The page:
What the future Pope Benedict is telling us is, parties are acceptable, since there are often more than one way of addressing temporal issues. If anything, our faith would encourage us to recognize that there can be more than one course of action, and to refrain from demonizing those who disagree. .
Party cannot, however, for a Christian, justify moral pluralism. Clearly, we cannot accept abortion, nor can we ignore the call to economic justice.
Cardinal Ratzinger goes on:
The Church recognizes that while democracy is the best expression of the direct participation of citizens in political choices, it succeeds only to the extent that it is based on a correct understanding of the human person. Catholic involvement in political life cannot compromise on this principle, for otherwise the witness of the Christian faith in the world, as well as the unity and interior coherence of the faithful, would be non-existent. The democratic structures on which the modern state is based would be quite fragile were its foundation not the centrality of the human person. It is respect for the person that makes democratic participation possible. As the Second Vatican Council teaches, the protection of «the rights of the person is, indeed, a necessary condition for citizens, individually and collectively, to play an active part in public life and administration».
This is not only respect for the physical life of an embryo, a prisoner, a sick person,; but for that person in their entirety—for their concerns and welfare, their rights and responsibilities.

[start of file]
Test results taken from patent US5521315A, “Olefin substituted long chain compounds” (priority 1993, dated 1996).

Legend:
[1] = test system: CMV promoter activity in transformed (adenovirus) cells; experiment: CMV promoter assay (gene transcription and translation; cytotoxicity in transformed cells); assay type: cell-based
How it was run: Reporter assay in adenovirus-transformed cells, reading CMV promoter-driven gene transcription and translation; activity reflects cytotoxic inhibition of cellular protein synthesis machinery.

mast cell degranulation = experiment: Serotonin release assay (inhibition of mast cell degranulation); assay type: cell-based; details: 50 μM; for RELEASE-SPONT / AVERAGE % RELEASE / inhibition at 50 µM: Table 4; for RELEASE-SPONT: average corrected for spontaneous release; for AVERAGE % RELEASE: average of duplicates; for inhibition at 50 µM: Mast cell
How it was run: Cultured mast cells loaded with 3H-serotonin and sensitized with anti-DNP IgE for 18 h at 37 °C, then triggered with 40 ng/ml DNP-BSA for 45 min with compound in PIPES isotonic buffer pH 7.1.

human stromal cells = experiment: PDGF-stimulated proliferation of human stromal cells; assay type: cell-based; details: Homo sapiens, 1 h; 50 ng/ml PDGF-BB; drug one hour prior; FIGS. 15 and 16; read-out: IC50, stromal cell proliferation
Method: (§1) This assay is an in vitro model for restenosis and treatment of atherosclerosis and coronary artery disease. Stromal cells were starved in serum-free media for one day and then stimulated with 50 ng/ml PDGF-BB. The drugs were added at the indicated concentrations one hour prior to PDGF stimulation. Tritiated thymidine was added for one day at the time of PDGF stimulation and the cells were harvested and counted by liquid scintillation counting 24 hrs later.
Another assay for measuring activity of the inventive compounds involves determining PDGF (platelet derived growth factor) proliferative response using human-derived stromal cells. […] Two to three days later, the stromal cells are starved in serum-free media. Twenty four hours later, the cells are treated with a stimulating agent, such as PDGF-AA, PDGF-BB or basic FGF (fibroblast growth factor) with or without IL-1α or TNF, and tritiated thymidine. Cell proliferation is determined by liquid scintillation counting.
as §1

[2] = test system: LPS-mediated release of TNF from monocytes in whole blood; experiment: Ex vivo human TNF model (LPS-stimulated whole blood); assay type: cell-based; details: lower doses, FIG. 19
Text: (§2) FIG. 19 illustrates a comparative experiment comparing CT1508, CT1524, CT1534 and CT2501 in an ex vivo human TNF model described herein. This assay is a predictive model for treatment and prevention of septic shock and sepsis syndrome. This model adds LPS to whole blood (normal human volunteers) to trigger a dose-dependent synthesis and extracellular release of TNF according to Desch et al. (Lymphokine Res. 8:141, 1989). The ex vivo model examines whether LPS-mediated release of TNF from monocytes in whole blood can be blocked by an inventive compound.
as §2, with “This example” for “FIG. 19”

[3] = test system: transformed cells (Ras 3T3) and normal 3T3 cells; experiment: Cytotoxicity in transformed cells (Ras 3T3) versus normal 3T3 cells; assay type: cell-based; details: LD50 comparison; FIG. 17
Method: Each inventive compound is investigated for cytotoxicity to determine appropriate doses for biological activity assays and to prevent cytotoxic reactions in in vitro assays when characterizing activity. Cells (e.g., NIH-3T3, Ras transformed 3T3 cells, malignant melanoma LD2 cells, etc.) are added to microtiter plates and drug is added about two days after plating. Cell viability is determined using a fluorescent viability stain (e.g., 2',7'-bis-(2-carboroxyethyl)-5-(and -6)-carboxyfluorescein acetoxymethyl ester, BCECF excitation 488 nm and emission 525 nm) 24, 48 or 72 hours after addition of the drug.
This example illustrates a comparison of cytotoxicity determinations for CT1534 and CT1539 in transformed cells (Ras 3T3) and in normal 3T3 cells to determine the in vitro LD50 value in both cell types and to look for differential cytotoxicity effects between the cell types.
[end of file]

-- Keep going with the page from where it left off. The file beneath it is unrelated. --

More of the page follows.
The human person and the common good: these are two principles that appear repeatedly in papal and curial documents. These are principles for sorting out the way we can respond to the questions of our time.
Is either party up to the job? My friend who heads up our local chapter of Democrats for Life says he cannot vote for either of the two front-running candidates. There may, indeed, be no candidate who dares to be openly pro-life and expect to be elected. That’s not their fault; it’s that of the electorate. That’s us.
Democrats for Life stand up among Democrats, taking a moral stand against party line, against all the pressure from other progressives in the party. Because, we are progressives or we would not be Democrats; but we call this party to be mindful of the sanctity of the human person, which it recognizes in its policies toward workers and immigrants, but less in the area of human life.
Correspondingly, there is a contingent of Republicans who are willing to depart from the will of the party base to stand for principle and truth.
DINOs and RINOs? Or people of moral gumption? Willing to look beyond the siren call of the majority.